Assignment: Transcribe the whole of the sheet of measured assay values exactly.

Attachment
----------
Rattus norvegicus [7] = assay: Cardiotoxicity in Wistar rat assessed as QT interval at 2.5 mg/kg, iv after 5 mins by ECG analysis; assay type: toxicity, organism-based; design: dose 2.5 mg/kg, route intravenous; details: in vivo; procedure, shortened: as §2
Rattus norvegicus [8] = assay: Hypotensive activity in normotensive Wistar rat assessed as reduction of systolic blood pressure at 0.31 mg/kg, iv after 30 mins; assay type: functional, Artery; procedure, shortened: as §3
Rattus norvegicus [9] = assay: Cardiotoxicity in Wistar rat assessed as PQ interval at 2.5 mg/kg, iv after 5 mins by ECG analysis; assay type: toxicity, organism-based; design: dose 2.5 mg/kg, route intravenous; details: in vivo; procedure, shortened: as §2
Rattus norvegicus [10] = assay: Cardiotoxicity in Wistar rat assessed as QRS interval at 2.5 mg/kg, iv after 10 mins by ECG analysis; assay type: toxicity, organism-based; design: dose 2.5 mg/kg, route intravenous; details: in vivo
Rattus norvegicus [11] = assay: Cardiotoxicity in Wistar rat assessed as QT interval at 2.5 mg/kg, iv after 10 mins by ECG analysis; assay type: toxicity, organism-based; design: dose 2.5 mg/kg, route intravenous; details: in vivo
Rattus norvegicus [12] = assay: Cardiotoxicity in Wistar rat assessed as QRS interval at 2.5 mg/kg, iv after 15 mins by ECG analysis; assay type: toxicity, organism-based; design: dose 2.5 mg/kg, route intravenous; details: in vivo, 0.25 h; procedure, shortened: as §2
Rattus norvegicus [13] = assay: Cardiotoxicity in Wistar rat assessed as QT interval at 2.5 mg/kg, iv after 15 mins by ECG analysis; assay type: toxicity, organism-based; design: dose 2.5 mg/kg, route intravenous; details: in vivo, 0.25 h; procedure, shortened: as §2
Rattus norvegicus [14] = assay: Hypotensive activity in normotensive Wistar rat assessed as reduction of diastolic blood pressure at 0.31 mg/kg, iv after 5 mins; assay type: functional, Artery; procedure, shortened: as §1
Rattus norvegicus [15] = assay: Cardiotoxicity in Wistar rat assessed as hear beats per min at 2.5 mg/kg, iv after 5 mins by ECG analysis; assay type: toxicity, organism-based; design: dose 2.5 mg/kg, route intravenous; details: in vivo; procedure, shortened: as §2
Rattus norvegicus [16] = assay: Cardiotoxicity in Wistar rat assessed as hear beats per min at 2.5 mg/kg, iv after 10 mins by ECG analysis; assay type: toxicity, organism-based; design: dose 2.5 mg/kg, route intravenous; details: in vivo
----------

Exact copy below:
Rattus norvegicus [7] = assay: Cardiotoxicity in Wistar rat assessed as QT interval at 2.5 mg/kg, iv after 5 mins by ECG analysis; assay type: toxicity, organism-based; design: dose 2.5 mg/kg, route intravenous; details: in vivo; procedure, shortened: as §2
Rattus norvegicus [8] = assay: Hypotensive activity in normotensive Wistar rat assessed as reduction of systolic blood pressure at 0.31 mg/kg, iv after 30 mins; assay type: functional, Artery; procedure, shortened: as §3
Rattus norvegicus [9] = assay: Cardiotoxicity in Wistar rat assessed as PQ interval at 2.5 mg/kg, iv after 5 mins by ECG analysis; assay type: toxicity, organism-based; design: dose 2.5 mg/kg, route intravenous; details: in vivo; procedure, shortened: as §2
Rattus norvegicus [10] = assay: Cardiotoxicity in Wistar rat assessed as QRS interval at 2.5 mg/kg, iv after 10 mins by ECG analysis; assay type: toxicity, organism-based; design: dose 2.5 mg/kg, route intravenous; details: in vivo
Rattus norvegicus [11] = assay: Cardiotoxicity in Wistar rat assessed as QT interval at 2.5 mg/kg, iv after 10 mins by ECG analysis; assay type: toxicity, organism-based; design: dose 2.5 mg/kg, route intravenous; details: in vivo
Rattus norvegicus [12] = assay: Cardiotoxicity in Wistar rat assessed as QRS interval at 2.5 mg/kg, iv after 15 mins by ECG analysis; assay type: toxicity, organism-based; design: dose 2.5 mg/kg, route intravenous; details: in vivo, 0.25 h; procedure, shortened: as §2
Rattus norvegicus [13] = assay: Cardiotoxicity in Wistar rat assessed as QT interval at 2.5 mg/kg, iv after 15 mins by ECG analysis; assay type: toxicity, organism-based; design: dose 2.5 mg/kg, route intravenous; details: in vivo, 0.25 h; procedure, shortened: as §2
Rattus norvegicus [14] = assay: Hypotensive activity in normotensive Wistar rat assessed as reduction of diastolic blood pressure at 0.31 mg/kg, iv after 5 mins; assay type: functional, Artery; procedure, shortened: as §1
Rattus norvegicus [15] = assay: Cardiotoxicity in Wistar rat assessed as hear beats per min at 2.5 mg/kg, iv after 5 mins by ECG analysis; assay type: toxicity, organism-based; design: dose 2.5 mg/kg, route intravenous; details: in vivo; procedure, shortened: as §2
Rattus norvegicus [16] = assay: Cardiotoxicity in Wistar rat assessed as hear beats per min at 2.5 mg/kg, iv after 10 mins by ECG analysis; assay type: toxicity, organism-based; design: dose 2.5 mg/kg, route intravenous; details: in vivo